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Race Pace

Race Pace isn’t sprinting to exhaustion but creating the speed that will be needed to achieve goal times for each event. The main emphasis of Faster Swimming is if you train at slow speeds you will compete at slow speeds. If you train 500’s and you are a 50 freestyler you are not maximizing your potential. If you train long fly sets with bad mechanics and timing you can’t expect that to change when you are trying to sprint!

Start the season with enough rest at each desired distance to achieve race pace (goal speed) and as the season continues lessen the rest interval and achieve the same result. For example, 8 x 25 on :45 holding race pace at the beginning of the season. As the season progresses 8 x 25 on :30 holding race pace. Continue to shorten send off as taper progresses finally holding race pace for 4 x 25 on :15. This same concept is applied to IM and long freestyle swims. This doesn’t have to be the main set but just the last 10 minutes of a workout. Please remember to do race pace during the aerobic phase of the season and during holiday training. If your swimmers are tired on a given day and you need to do race pace then you must set send off that help swimmers achieve race pace. Race pace develops muscle memory and helps create speed and power.

Let’s take the 100 free for our example and say your goal is to swim a 48.00 in the 100. In order to achieve this swim you must create and instill muscle memory at this speed. You will need to maintain 12.00 while swimming 25’s and 24.00 speed while doing 50’s. You can have your swimmers either hold pace to a hand touch or to a flip turn(feet). If you want the swimmer to hold race pace based on their race strategy then build that into your sets. For example, first 25 hold 11.5 from the block to the feet. Middle 50 hold 24.0 to the feet and the last 25 hold 12.5 to the touch. You can eventually work up to 75’s and broken 100’s (breaking them at different distances) and finally a 100 from the block before you actually swim your big race. This will give your swimmer the confidence needed for the big race.

You will do more race pace swimming as the taper progresses if you follow the workouts laid out in the 23-week training manual. Recovery and over-speed sets are equally important and must be incorporated with your race pace work. Remember that your dryland and lifting program is important and must coincide with this type of training. Jumping and reaction time are extremely important and should be included in all your workouts. Training with speed and power in the water, as well as dryland, will enhance everything you are trying to achieve in your program.

Dryland and weight training should incorporate the same basic principal as your swim training: Training intensity is directly proportional to your competitive results. For swim training, intensity is based on goal speed to improve sport performance specifically. For weight training, intensity is based on percentage of max effort and speed to improve strength, speed, and power generally. For dryland, intensity is based on work density (movements per time) to improve work capacity, speed and power endurance generally. Quality (intensity) is important in your dryland and lifting as well as in the pool to improve your performances generally and specifically.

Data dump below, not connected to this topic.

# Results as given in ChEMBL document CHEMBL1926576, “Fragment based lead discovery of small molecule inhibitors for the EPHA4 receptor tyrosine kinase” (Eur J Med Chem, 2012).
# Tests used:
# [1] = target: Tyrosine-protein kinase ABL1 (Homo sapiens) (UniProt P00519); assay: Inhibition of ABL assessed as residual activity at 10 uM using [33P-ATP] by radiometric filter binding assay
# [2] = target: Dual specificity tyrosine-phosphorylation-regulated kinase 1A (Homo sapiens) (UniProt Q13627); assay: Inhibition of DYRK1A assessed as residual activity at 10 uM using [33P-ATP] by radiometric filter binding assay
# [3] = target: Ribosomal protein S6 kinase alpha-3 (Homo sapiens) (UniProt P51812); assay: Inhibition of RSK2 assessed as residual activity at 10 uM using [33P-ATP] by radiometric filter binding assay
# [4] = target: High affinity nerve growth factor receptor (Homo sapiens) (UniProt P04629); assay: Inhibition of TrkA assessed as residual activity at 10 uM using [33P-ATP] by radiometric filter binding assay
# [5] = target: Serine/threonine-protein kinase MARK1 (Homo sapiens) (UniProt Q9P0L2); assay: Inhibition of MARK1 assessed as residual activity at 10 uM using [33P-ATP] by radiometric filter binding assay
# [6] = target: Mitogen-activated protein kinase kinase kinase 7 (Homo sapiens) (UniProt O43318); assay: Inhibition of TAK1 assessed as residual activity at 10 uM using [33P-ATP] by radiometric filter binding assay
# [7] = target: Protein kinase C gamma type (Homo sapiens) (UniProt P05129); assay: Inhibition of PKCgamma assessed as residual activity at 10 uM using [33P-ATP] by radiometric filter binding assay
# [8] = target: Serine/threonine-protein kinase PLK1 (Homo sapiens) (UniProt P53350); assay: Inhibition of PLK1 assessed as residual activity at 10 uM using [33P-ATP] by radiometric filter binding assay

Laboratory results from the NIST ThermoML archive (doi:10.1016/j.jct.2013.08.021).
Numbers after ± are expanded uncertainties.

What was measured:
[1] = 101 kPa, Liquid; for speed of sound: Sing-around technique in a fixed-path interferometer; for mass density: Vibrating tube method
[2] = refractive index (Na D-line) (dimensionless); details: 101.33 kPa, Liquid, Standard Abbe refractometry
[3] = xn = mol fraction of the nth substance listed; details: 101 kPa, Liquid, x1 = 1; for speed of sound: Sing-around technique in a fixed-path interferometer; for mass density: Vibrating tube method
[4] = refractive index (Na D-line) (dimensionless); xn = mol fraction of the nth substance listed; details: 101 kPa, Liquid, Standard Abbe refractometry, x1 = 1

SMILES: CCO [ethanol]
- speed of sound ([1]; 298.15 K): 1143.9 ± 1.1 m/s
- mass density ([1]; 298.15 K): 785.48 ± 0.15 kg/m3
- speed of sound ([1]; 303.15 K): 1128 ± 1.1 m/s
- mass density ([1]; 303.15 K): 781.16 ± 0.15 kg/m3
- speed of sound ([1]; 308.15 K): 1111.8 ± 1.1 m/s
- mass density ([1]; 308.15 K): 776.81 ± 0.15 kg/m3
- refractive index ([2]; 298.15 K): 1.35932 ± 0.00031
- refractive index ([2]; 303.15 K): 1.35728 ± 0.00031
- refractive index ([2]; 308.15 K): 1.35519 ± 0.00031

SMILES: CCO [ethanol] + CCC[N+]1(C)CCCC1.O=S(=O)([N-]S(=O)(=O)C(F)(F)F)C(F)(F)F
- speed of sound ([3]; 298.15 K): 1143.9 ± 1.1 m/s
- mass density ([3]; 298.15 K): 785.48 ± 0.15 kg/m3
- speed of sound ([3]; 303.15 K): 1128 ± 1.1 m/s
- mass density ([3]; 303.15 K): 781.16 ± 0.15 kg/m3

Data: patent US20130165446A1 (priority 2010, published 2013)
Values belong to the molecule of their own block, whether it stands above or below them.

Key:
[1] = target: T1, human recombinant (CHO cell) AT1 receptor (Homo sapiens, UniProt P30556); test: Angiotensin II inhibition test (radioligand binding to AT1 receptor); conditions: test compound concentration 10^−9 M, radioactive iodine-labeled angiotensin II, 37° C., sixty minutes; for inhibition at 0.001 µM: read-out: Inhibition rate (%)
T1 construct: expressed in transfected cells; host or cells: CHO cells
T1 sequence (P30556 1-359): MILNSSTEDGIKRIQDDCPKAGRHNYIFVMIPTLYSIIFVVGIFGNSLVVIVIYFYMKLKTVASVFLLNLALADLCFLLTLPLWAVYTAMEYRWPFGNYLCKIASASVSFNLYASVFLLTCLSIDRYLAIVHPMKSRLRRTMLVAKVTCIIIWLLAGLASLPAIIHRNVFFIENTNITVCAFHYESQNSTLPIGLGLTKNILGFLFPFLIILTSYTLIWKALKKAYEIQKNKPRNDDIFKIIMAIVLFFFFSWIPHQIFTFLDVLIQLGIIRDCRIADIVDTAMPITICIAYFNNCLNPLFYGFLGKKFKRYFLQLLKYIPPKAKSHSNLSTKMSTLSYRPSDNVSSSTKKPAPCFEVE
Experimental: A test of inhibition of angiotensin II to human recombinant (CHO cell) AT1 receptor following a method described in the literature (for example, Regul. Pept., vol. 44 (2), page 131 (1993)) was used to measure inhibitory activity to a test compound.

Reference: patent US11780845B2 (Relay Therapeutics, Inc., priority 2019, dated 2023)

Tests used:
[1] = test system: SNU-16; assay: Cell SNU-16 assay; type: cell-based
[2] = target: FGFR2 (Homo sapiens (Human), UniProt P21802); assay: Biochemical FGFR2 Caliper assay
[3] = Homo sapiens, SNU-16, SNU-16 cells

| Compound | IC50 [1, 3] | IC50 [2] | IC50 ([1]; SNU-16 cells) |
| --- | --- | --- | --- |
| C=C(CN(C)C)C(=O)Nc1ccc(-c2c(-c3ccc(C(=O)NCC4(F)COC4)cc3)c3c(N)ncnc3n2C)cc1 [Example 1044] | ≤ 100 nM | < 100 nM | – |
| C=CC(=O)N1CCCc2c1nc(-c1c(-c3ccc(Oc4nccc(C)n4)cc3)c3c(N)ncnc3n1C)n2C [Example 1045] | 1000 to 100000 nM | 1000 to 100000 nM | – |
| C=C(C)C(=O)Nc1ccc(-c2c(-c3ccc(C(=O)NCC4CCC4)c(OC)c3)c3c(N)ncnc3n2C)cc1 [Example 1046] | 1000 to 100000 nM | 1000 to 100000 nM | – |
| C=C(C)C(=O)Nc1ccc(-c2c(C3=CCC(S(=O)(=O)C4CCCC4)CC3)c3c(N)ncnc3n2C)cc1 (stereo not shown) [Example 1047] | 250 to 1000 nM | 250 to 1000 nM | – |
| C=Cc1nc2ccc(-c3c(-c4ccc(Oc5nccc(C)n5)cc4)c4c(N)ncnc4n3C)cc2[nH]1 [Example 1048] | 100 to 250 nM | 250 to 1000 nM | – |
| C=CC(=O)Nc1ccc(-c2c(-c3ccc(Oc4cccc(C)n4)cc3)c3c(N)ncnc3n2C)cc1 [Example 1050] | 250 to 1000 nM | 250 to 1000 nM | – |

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Preparing for Championships through Taper

Now is the time of year when everything counts. Hopefully, your swimmers have trained well and if they haven’t well then last call.

Taper time is a well thought out process of preparing your swimmers for championships.  Taper means QUALITY work and QUALITY recovery just to begin.   Race Pace, Variable Speed swimming and kicking, Understanding the process of resting legs, etc are huge components of this 7-week preparation. This is the time of the year to emphasize exact race pace speed needed for the big swim.

I have included a few videos to help you through the process. Heart rate is a great tool to establish what your swimmer needs. Tarzan is used to spark the nervous system and work the fast twitch muscles of the whole body as well as Overspeed work.

This process and all information is spelled out on the weekly outlines included in the Faster Swimming 23 and 14-week books. The 23 and 14-week book include the exact swim and dryland workouts throughout the taper process.

I would be glad to help just let me know, thanks!

Brad

 

Please copy/paste the links below into your browser.

Heart Rate Set Explanation:

http://www.viddler.com/explore/FasterSwim/videos/146/

Heart Rate Set Swimming:

http://www.viddler.com/explore/FasterSwim/videos/147/

Tarzan

http://www.viddler.com/explore/FasterSwim/videos/78/

Overspeed with cords

http://www.viddler.com/explore/FasterSwim/videos/111/

Pulling Cords

http://www.viddler.com/explore/FasterSwim/videos/112/

Overspeed Drag and Pull

http://www.viddler.com/explore/FasterSwim/videos/237/

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Weight Lifting During Taper

Coaches – please remember when the core of your training is aerobic you don’t need to lift with an aerobic agenda. Your swimmers are raising their heart rate a lot more than you think while lifting so just lift for speed and strength. Make sure that your swimmers maintain flexibility after lifting. Stretching after any lifting will increase blood flow which aids in recovery. Your swimmers must remain flexible in swimming and maintain your full range of motion.

Always lift your larger muscle groups first when organizing your work-out routine. Basic Guideline: Day 1 Back with biceps and one leg exercise and 15 minutes of ab work. Day 2 Chest with triceps, finish with legs. Take one or two days off or do Legs and Abs on the third day and not with day 1 or 2. Remember that you don’t have to be sore to increase your power and that definitely hinders speed.